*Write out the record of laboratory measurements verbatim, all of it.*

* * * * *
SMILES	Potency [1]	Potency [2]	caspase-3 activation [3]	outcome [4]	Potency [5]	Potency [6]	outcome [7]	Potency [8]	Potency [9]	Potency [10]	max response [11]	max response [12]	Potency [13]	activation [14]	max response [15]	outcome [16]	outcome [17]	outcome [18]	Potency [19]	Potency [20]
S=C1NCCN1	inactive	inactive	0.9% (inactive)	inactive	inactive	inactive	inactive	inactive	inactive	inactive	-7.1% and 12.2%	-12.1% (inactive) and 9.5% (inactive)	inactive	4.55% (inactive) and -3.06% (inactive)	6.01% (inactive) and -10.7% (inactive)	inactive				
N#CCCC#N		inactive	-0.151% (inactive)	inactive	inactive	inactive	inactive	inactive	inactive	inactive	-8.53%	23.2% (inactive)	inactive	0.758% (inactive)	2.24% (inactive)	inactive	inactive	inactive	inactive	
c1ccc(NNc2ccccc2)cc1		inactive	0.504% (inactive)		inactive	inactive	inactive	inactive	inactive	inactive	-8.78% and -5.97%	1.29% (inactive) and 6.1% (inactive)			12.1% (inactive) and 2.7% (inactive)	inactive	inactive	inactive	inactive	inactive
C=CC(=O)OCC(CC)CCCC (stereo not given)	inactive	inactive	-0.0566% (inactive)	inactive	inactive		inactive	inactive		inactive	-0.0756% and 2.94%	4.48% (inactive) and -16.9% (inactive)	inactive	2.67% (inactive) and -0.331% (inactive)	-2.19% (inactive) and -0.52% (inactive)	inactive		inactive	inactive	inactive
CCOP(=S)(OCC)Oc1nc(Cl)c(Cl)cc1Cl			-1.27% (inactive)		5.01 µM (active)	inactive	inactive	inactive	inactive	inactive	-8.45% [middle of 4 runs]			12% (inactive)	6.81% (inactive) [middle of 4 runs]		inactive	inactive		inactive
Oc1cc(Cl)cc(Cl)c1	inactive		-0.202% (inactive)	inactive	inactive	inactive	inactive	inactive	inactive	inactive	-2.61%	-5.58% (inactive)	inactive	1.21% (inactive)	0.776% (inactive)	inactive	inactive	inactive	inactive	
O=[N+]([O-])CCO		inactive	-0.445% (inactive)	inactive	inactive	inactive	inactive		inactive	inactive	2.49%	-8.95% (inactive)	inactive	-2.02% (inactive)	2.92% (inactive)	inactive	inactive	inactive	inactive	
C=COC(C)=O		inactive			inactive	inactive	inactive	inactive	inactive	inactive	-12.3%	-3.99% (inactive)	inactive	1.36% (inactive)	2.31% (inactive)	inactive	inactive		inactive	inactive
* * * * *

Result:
SMILES	Potency [1]	Potency [2]	caspase-3 activation [3]	outcome [4]	Potency [5]	Potency [6]	outcome [7]	Potency [8]	Potency [9]	Potency [10]	max response [11]	max response [12]	Potency [13]	activation [14]	max response [15]	outcome [16]	outcome [17]	outcome [18]	Potency [19]	Potency [20]
S=C1NCCN1	inactive	inactive	0.9% (inactive)	inactive	inactive	inactive	inactive	inactive	inactive	inactive	-7.1% and 12.2%	-12.1% (inactive) and 9.5% (inactive)	inactive	4.55% (inactive) and -3.06% (inactive)	6.01% (inactive) and -10.7% (inactive)	inactive				
N#CCCC#N		inactive	-0.151% (inactive)	inactive	inactive	inactive	inactive	inactive	inactive	inactive	-8.53%	23.2% (inactive)	inactive	0.758% (inactive)	2.24% (inactive)	inactive	inactive	inactive	inactive	
c1ccc(NNc2ccccc2)cc1		inactive	0.504% (inactive)		inactive	inactive	inactive	inactive	inactive	inactive	-8.78% and -5.97%	1.29% (inactive) and 6.1% (inactive)			12.1% (inactive) and 2.7% (inactive)	inactive	inactive	inactive	inactive	inactive
C=CC(=O)OCC(CC)CCCC (stereo not given)	inactive	inactive	-0.0566% (inactive)	inactive	inactive		inactive	inactive		inactive	-0.0756% and 2.94%	4.48% (inactive) and -16.9% (inactive)	inactive	2.67% (inactive) and -0.331% (inactive)	-2.19% (inactive) and -0.52% (inactive)	inactive		inactive	inactive	inactive
CCOP(=S)(OCC)Oc1nc(Cl)c(Cl)cc1Cl			-1.27% (inactive)		5.01 µM (active)	inactive	inactive	inactive	inactive	inactive	-8.45% [middle of 4 runs]			12% (inactive)	6.81% (inactive) [middle of 4 runs]		inactive	inactive		inactive
Oc1cc(Cl)cc(Cl)c1	inactive		-0.202% (inactive)	inactive	inactive	inactive	inactive	inactive	inactive	inactive	-2.61%	-5.58% (inactive)	inactive	1.21% (inactive)	0.776% (inactive)	inactive	inactive	inactive	inactive	
O=[N+]([O-])CCO		inactive	-0.445% (inactive)	inactive	inactive	inactive	inactive		inactive	inactive	2.49%	-8.95% (inactive)	inactive	-2.02% (inactive)	2.92% (inactive)	inactive	inactive	inactive	inactive	
C=COC(C)=O		inactive			inactive	inactive	inactive	inactive	inactive	inactive	-12.3%	-3.99% (inactive)	inactive	1.36% (inactive)	2.31% (inactive)	inactive	inactive		inactive	inactive